There is finally a city-approved spot for the long-proposed floating Plus Pool to drop anchor in the East River, just north of the Manhattan Bridge on the Lower East Side. This is the first rendering of its future mooring.
You do remember the Plus Pool, right? The giddy, dare-to-dream proposal from that seems-so-long-ago, optimistic era of city-as-global-playground? Well, it’s now a whole lot closer to happening.
To catch you up if you’ve forgotten: Back in 2010, Archie Lee Coates and Jeff Franklin of the design firm Playlab, Inc were chatting with their friend, the architect Dong-Ping Wong, at a coffee shop. “In 2010, Jeff and I didn’t have a ton of projects, and neither did Dong,” Coates once told me. “It didn’t even start with the idea.” It was more a notion: “‘It would be really rad to swim in the river.’ I think I put that up on my Facebook in 2010.” Together with Oana Stanescu, the foursome set about designing a way to do just that.
For centuries, New Yorkers commonly took a dip in the river to cool off (see: the income-inequality film classic Dead End), although it became riskier as boat traffic increased and the river became more polluted. In the 19th century, people often swam in floating baths — essentially open-bottom barges. In 1890, there were 15 public floating baths in the Hudson and East rivers, each 95 feet long and four and a half feet deep, built on pontoons. In 1911, more than 1.8 million people swam in them. After Robert Moses built a series of massive pool complexes, like the one in McCarren Park, river swimming became a thing of the past.
In 1999, a group raised money to convert a 260-foot barge into a floating swimming pool. Nicknamed the Floating Pool Lady, it opened off of Brooklyn Bridge Park in 2007, attracting 50,000 swimmers that summer before being donated to the city and moved up to the Bronx, where it’s now called the Barretto Park Pool. But that floating pool lacked what the Plus Pool team wanted most: that river-water experience. The problem they had to fix was that the East River is full of — among other things you don’t want to swim in — human poop. When it rains, the city’s sewers flush into the rivers, making them a potentially hazardous place to swim. Realizing this, they came up with a fun idea: Why not clean the water with, like, a big Brita filter? Also: Why not design it shaped like a plus sign? “It was goofy,” said Coates. “But we thought, We need to have four pools” — separate ones for kids, lap swimmers, loungers, and splashers. Stuck together, they take the distinctive form: “X marks the spot.” Here their nonprofit got its name: Plus Pool (or +Pool, as they choose to write it).
Almost immediately it caught the media’s imagination. They raised money on Kickstarter. Time magazine labeled it one of “the 25 best inventions of 2013.” They started hosting a series of quite fun benefit parties that attracted political and celebrity support (Kanye West thought it was cool.) They began testing the filters. Other cities reached out to see if the technology might work for their waterfronts. After the team collected thousands of signatures to show support through their “Swim in the River” campaign, the city’s Economic Development Corporation issued a request for expression of interest (RFEI) in the fall of 2019. Heineken and a developer helped pay for a plus-shaped light sculpture near the South Street Seaport to call attention to the project. Given how complicated things like this are, the project was moving along quickly by 2020. And then, like so much else this past year, everything ground to a stop.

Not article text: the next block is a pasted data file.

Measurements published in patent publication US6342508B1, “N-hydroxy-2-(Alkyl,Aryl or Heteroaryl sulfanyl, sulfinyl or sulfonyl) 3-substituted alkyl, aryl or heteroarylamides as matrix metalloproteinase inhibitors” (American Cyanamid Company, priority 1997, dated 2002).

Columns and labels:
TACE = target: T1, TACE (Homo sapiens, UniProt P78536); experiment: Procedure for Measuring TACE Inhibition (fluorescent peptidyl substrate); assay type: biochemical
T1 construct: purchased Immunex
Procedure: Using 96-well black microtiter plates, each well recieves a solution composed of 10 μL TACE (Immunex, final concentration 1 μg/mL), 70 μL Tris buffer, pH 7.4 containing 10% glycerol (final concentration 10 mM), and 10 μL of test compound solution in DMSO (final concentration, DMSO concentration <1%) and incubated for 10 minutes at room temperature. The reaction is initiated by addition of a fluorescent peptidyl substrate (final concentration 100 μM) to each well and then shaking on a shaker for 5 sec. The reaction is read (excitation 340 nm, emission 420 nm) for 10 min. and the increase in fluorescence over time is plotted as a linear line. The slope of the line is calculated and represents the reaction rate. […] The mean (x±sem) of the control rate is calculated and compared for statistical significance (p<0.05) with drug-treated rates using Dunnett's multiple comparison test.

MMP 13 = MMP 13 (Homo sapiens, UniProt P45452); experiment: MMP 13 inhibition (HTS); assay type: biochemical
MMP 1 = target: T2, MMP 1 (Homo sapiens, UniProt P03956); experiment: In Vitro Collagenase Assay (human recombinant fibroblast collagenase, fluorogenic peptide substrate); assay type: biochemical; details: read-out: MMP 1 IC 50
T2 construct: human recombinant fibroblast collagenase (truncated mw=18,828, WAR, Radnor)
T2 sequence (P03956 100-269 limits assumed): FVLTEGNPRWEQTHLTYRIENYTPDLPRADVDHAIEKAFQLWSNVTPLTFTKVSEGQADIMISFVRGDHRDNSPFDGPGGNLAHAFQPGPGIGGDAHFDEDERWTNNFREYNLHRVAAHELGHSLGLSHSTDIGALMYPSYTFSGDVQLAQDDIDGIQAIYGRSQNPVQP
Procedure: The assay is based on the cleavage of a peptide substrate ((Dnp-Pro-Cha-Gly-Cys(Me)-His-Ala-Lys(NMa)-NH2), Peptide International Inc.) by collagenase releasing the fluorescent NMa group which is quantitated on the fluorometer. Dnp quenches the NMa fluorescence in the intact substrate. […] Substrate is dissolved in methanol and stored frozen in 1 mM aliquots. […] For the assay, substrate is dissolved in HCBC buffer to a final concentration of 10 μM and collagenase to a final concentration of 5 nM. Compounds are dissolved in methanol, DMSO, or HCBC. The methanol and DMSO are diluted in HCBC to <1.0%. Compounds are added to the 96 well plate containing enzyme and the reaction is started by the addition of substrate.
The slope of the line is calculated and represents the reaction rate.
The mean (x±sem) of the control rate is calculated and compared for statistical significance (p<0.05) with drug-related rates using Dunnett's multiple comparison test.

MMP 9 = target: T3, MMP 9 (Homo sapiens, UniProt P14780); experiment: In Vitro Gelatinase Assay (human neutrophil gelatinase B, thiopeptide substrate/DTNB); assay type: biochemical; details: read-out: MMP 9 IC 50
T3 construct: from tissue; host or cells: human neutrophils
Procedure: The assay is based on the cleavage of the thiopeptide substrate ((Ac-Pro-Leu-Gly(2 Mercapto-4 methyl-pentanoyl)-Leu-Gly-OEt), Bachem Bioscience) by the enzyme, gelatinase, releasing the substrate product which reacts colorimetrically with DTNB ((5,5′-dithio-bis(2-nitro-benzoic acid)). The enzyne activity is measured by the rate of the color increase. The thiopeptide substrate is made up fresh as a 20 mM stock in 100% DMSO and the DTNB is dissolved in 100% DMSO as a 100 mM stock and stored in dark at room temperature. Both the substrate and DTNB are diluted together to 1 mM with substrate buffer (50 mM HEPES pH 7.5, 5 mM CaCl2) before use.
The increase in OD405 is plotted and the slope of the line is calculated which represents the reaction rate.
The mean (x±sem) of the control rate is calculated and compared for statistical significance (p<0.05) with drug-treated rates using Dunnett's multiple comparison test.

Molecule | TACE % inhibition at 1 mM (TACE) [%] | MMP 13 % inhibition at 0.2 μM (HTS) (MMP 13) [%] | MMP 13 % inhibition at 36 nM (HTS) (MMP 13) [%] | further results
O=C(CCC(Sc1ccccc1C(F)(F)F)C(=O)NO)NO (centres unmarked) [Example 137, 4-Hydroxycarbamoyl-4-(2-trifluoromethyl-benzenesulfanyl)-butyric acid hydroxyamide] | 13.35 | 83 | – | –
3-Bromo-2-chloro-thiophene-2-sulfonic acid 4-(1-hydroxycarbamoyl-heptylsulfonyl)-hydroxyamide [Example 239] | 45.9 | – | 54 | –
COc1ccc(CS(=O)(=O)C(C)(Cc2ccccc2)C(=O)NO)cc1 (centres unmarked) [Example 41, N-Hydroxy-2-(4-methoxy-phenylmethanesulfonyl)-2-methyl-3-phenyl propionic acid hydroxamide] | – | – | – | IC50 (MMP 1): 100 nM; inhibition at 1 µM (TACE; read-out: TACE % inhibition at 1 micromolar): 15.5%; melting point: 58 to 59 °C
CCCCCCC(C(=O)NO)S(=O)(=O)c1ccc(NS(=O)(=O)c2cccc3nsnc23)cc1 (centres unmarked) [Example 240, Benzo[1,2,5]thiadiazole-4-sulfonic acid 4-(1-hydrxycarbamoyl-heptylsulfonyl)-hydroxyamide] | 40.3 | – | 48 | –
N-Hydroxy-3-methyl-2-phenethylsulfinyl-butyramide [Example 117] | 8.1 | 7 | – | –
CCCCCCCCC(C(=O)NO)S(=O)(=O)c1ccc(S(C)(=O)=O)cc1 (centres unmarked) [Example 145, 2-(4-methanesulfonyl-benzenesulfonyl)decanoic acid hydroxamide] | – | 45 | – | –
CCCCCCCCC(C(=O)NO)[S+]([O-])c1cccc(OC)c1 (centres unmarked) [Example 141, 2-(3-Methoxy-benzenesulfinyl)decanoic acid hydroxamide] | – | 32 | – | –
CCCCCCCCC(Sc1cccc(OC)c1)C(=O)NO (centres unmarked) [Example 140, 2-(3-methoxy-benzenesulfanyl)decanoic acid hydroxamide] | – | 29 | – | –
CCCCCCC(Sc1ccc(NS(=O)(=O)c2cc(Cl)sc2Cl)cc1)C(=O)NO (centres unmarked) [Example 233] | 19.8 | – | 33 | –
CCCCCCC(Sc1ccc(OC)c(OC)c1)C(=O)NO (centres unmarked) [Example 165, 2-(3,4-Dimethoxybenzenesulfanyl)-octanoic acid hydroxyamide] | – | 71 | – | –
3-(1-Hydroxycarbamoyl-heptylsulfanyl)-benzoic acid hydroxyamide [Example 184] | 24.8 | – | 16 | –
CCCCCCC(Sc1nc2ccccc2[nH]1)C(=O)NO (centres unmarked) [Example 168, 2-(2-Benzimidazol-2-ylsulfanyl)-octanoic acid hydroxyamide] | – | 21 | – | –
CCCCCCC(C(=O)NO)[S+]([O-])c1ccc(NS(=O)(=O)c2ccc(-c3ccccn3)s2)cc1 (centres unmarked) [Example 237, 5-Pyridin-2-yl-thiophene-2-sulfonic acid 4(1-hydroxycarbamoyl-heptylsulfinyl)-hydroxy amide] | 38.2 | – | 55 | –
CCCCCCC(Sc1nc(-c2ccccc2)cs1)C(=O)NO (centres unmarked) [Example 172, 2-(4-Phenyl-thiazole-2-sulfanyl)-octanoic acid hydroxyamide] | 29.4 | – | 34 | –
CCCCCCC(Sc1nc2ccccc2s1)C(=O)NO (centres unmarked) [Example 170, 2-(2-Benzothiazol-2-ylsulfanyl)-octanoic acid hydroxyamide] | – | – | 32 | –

Until this week. “We have an official confirmation to succeed with the next steps for the project,” Kara Meyer, Plus Pool’s managing director, told me. “We have a home. Mayoral candidates are talking about it.” (Maybe unsurprisingly, given his status as the “fun” mayoral candidate, Andrew Yang included it in his platform.)
So what’s next? “We are going to move forward” with “due diligence,” Meyer says. “The next big hurdle is regulation.”
They’ve been modeling the project using EPA software, but it’s (unsurprisingly) quite complicated. Their engineering teams determined that the proposed membrane filtration systems would be able to treat the water to swimmable standards, and the team’s health risk assessors at Gradient determined a “water quality modeling process” to “ensure that the + POOL met relevant regulatory thresholds for bacterial contamination” caused from potential “in-pool” contamination. “There’s the water quality of the river plus the quality when the people are in the pool,” Meyer explains. (Gradient notes that “skin-shedding” of “illness-causing bacteria” is one of the things they must control for too.)
But it’s more than even that. “It’s not just health,” she says, there are also the various regulations involved in construction in the river (although she’s hoping Little Island, which is soon to open, will set some precedents). All sorts of things need to be further refined: how it will be tethered to the riverbed, the specifics of gangways, and the entry pavilion — which right now is set to be located under the FDR in the rendering, and will contain the changing rooms, including the all-important showers to control for “skin-shed.”
And then there is the question of funding — the project should cost $20 million to $25 million, and most or all of that will probably have to come from private sources.